More than 25 jobs such as smithery, carpentry and so on are directly related to these absent construction materials. The entry of construction materials would mean a decline in unemployment.

Israel claims that it prevents the entry of construction materials because it is afraid they will be used by armed groups to build tunnels and fortifications. By that rationale, Israel should prevent the entry of medicine, food, and milk because a "terrorist" might consume them.

The movement of individuals is still very limited. The travel of individuals from the Gaza Strip through Israeli crossings is subject to a tight system of permits that are issued to a very limited number of patients and businessmen. According to OCHA, an insignificant increase was recorded in the volume of people travelling through the Erez crossing in the second half of 2010 compared to the previous half--from 106 to 114 persons a day.

Thus, Israeli claims that it has eased the siege on the Gaza Strip are false, as it has not mitigated the humanitarian crisis. The international community must intervene and take effective actions to bring about an end to this illegal blockade, exerting pressure on Israel to uphold its responsibilities under international law.

The Rafah crossing between the Gaza Strip and Egypt is a vital entry and exit route, but it is not more important than the other six crossings that connect the Gaza Strip with the State of Israel. The humanitarian crisis in Gaza is created by the Israeli occupation through its siege and blockade. The Gaza Strip must be dealt with as a political issue, not a humanitarian one, and Israel must be made to uphold its responsibilities to it.-Published 6/6/2011 ©

Issam Younis is director of the al-Mezan Center for Human Rights, based in Gaza City.

Weakening the chances for peace
 Ephraim Sneh
Applying the term "blockade" to the Gaza Strip involves not a little hypocrisy. It ignores both the nature of the regime there and what that regime has done in Gaza in its four years in power.

Prior to June 2007, there was no "blockade" of Gaza. I served then as Israel's deputy minister of defense with responsibility for links with the Strip. Even though Hamas leader Ismail Haniyeh served as Palestinian prime minister, around 750 trucks loaded with a variety of goods entered and departed Gaza every day. It was sufficient that Palestinian President Mahmoud Abbas' Presidential Guard was responsible for the border crossings with Israel. Agricultural exports from Gaza rose dramatically during this period.

Even before June 2007, Hamas would attack and try to blow up the commercial border crossings. But it was Hamas' brutal coup d'etat in Gaza that led to the isolation of the Strip. When an organization that advocates the ideology of jihad and applies that ideology by launching thousands of rockets and missiles against Israel's civilian population controls the territory of the Strip, it cannot expect to enjoy Scandinavian-style freedom of movement.

Hamas' rule in Gaza is internally brutal and oppressive no less than it is externally aggressive. Political opposition, in this case Fateh, is forbidden, and harsh Islamist codes are imposed on the population. It's no surprise that most of the leaders of Gazan Fateh are in Ramallah with their families.

The significance of Egypt's opening of the Rafah border crossing is symbolic and political. First and foremost, it signals Egyptian legitimization of Hamas' rule in Gaza. Cairo's decision to open the crossing reflects the growing influence of the Egyptian Muslim Brotherhood movement in post-Mubarak Egypt. It is an expression of the quiet alliance that has been formed between the Brotherhood and Egypt's military rulers with the aim of weakening and marginalizing the secular liberal opposition. The opening of the Rafah crossing, even if few Gazan residents actually cross, reduces pressures within the isolated Gazan population. The public credit is claimed by the two sister organizations: Hamas in Gaza and the Muslim Brotherhood in Egypt.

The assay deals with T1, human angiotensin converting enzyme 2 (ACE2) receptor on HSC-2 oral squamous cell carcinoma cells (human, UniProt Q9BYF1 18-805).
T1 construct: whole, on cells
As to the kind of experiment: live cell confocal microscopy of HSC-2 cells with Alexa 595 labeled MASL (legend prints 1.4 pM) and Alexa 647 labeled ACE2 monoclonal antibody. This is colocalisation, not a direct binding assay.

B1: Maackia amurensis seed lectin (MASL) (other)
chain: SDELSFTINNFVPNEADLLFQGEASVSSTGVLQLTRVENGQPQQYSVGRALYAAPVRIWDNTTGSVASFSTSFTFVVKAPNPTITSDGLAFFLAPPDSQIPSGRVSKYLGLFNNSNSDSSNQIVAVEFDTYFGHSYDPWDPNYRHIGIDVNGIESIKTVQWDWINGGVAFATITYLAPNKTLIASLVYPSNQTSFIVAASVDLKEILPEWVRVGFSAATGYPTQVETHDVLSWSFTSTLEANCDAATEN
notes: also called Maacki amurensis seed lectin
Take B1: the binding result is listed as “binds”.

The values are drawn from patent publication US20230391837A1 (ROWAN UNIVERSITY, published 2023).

The economic significance of the Rafah opening is negligible. It is mainly linked to the money earned by Gazans working in the Gulf who can now visit their families with up to $10,000 worth of the fruits of their labors, a bit of which they'll spend in Egypt en route. In economic terms, the Rafah crossing is a gate linking a little basket case to a large basket case. A link between an economy in which the per capita GDP is about $1,000 and one where it is around $3,000 cannot be expected to bring prosperity to the former.

Gaza's basic economic problem, with its 1.5 million residents, is its detachment from the Israeli economy. Israel is Gaza's natural economic neighbor--even if many in both Israel and Palestine don't like to hear it. A crate of Gazan strawberries sold in Tel Aviv brings the Gazan farmer a price several times higher than in Port Said. The same goes for industrial products. But commerce with Israel, where the per capita GDP is close to $30,000, is not just a Palestinian interest. The benefits of trade go both ways. The Israeli economy cannot forego a market of 1.5 million consumers; it has an interest in increasing their buying power. When, from time to time, the commercial passages to Gaza were closed for security reasons, it was the Israeli farmers and suppliers of raw materials who asked to reopen them.

Not only commerce creates an unbreakable link between Israel and Gaza. There is a mutual interdependence concerning the environment, public health, water and energy. For example, there is no more efficient way to exploit Gaza's offshore natural gas reserves, worth some five billion dollars, than through joint development with Israeli gas companies. Currently, this resource remains under the Mediterranean Sea, unexploited.

The Gaza Strip has a large economic potential in labor-intensive and knowledge-based industry, tourism, transportation and energy. This potential can only be realized through a two-state peace agreement. Hamas, like the Israeli political right, is the irreconcilable enemy of such an agreement. Every act that strengthens Hamas weakens the chances for peace. That is how we must judge the opening, however limited, of the Rafah crossing.-Published 6/6/2011 ©

Ephraim Sneh, a retired IDF general, served in Israeli governments as minister of health, minister of transportation and deputy minister of defense. He is currently chairman of the S. Daniel Abraham Center for Strategic Dialogue at the Netanya Academic College.